While I have seen pictures of Sousaphones used on horseback, this is not for the faint of heart, or weak of will (or weak of muscle either). And of course the legendary Dutch Bicycle Band uses helicons.
    Gary Merrill
    Wessex EEb Bass tuba (Denis Wick 3XL)
    Mack Brass Compensating Euph (DE N106, Euph J, J9 euph)
    Amati Oval Euph (DE N106, Euph J, J6 euph)
    1924 Buescher 3-valve Eb tuba, modified Kelly 25
    Schiller American Heritage 7B clone bass trombone (DE LB K/K9/112 Lexan, Brass Ark MV50R)
    1947 Olds "Standard" trombone (Olds #3)

  10. #10
    Ah, yes! The "Trompetterkorps Bereden Wapens":

    https://youtu.be/q7tPNxyeWUU

    A long time ago, when I still played Tuba, I did a gig with them. How ever, I did not join the bicycle part of the show, as that requires lots of training and experience, and I was just a stand-in. I was condemned to marching the heavy Sousaphone...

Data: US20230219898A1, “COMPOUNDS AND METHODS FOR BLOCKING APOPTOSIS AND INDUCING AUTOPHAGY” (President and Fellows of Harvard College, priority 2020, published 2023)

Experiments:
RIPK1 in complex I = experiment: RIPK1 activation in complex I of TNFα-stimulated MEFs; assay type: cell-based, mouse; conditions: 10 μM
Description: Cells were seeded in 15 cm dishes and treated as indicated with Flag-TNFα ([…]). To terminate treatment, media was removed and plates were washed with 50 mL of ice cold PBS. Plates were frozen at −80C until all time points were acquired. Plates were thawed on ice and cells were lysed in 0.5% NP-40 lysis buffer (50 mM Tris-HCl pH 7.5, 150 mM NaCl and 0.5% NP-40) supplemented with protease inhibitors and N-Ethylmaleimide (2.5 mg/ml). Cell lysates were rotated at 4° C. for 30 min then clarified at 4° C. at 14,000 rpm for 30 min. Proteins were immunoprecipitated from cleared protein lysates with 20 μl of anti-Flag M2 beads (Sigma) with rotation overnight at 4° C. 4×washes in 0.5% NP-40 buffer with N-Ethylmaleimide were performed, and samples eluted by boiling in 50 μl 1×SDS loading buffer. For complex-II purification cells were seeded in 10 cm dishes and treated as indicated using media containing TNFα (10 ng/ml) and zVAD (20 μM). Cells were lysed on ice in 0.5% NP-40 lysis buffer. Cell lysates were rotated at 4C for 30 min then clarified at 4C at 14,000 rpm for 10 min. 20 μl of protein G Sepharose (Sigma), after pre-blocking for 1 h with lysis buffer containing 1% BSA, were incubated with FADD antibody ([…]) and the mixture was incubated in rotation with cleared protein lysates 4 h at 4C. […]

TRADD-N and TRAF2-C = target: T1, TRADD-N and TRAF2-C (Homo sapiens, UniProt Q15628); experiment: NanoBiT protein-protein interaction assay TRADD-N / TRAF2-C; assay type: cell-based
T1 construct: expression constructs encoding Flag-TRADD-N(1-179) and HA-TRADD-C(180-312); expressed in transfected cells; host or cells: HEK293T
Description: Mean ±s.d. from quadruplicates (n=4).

Actually, come to think of it, they were my first experience with marching/military band music.
    Last edited by MarChant; 01-07-2017 at 03:35 PM.
    Martin Monné
    • Wessex Festivo, 4-valve compensating (2017)
    • Hirsbrunner HBS 378 Standard, 4-valve compensating (1983)
    • Mahillon Bass Saxhorn, 4-valve (1927)
    • Anton Hüller Tenor Horn, 3-valve (Early 20th Century, HP, wallhanger)